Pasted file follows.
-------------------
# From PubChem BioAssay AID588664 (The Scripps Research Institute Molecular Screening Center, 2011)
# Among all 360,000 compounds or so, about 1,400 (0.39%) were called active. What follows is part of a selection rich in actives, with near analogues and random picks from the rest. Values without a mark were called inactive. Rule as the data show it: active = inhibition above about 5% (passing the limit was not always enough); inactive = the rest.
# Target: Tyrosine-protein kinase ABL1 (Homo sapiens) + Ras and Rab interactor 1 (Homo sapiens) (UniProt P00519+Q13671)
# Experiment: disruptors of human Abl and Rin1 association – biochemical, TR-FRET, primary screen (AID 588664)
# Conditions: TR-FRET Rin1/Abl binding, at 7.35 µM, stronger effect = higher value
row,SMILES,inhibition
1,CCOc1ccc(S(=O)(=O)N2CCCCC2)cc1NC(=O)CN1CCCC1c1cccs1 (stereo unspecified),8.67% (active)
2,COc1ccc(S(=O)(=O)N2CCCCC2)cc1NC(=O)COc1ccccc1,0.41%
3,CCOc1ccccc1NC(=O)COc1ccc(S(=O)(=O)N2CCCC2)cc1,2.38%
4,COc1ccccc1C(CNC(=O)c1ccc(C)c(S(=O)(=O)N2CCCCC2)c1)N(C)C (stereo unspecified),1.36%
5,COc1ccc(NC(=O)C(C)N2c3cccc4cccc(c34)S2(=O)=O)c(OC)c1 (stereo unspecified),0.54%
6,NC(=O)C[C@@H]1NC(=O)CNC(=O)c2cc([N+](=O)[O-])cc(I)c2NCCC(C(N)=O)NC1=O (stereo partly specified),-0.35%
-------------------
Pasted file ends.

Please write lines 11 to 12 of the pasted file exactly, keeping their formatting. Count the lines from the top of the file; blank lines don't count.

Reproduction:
5,COc1ccc(NC(=O)C(C)N2c3cccc4cccc(c34)S2(=O)=O)c(OC)c1 (stereo unspecified),0.54%
6,NC(=O)C[C@@H]1NC(=O)CNC(=O)c2cc([N+](=O)[O-])cc(I)c2NCCC(C(N)=O)NC1=O (stereo partly specified),-0.35%